And people still happily use this platform
I’d rather have little to no contact from family and friends than succumb to using zuck’s zoo.
Facebook has ordered the end to an academic monitoring project that has repeatedly exposed failures by the internet giant to clearly label political advertising on its platform. The social media goliath informed New York University (NYU) that research by its Tandon School of Engineering's Online Transparency Project's Ad …
a business model under threat perhaps. Reminds me of a MAD article years ago about interviewing a sect leader with the interviewer, Mike Malice (sic) asking if a sect leaders advertising was misleading and the reply was, "Isn't all advertising?" I'll treat political sloganeering less contemptuously when truth in advertising laws apply to political ads, instead of having them explicitly excluded as in Oz. I use the term sloganeering because ads purport to inform. Mere slagging off does not meet that high standard
Who said anything about "neither" being a choice?
It's merely the outcome in a broken system. And no, that isn't an attempt to discredit Trump, just a view on the long standing US model of corporate "justice" where money tends to dictate the outcome regardless of the moral or ethical implications.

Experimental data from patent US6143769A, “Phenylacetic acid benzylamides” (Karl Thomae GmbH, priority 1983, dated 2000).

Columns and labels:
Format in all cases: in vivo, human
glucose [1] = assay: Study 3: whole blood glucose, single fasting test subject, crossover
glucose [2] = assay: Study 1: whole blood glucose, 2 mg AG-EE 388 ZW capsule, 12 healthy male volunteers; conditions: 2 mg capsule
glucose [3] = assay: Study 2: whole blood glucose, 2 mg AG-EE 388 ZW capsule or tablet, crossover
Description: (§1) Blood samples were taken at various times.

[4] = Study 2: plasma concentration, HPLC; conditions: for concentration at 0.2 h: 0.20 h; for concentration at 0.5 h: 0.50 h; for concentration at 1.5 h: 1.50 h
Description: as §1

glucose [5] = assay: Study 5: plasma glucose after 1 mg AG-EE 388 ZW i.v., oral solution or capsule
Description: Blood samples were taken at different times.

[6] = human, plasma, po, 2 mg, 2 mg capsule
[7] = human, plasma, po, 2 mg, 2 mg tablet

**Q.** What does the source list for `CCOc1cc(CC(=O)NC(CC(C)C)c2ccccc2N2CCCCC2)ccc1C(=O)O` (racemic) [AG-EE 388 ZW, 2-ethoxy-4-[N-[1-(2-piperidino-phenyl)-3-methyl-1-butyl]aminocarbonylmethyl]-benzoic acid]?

Technically, yes, it is scraping everything that the website sends to the browser.
The caveat is that the browser extension was installed by choice by volunteers who had full knowledge of what it does and why. They can also remove the extension at any time should they wish and I’d expect that NYU would remove any volunteers data from the study if asked.
OTOH FB collects data about you every time you touch a website containing a FB icon or just carry your phone with you and does its level best NOT to let you find out what it’s doing with it.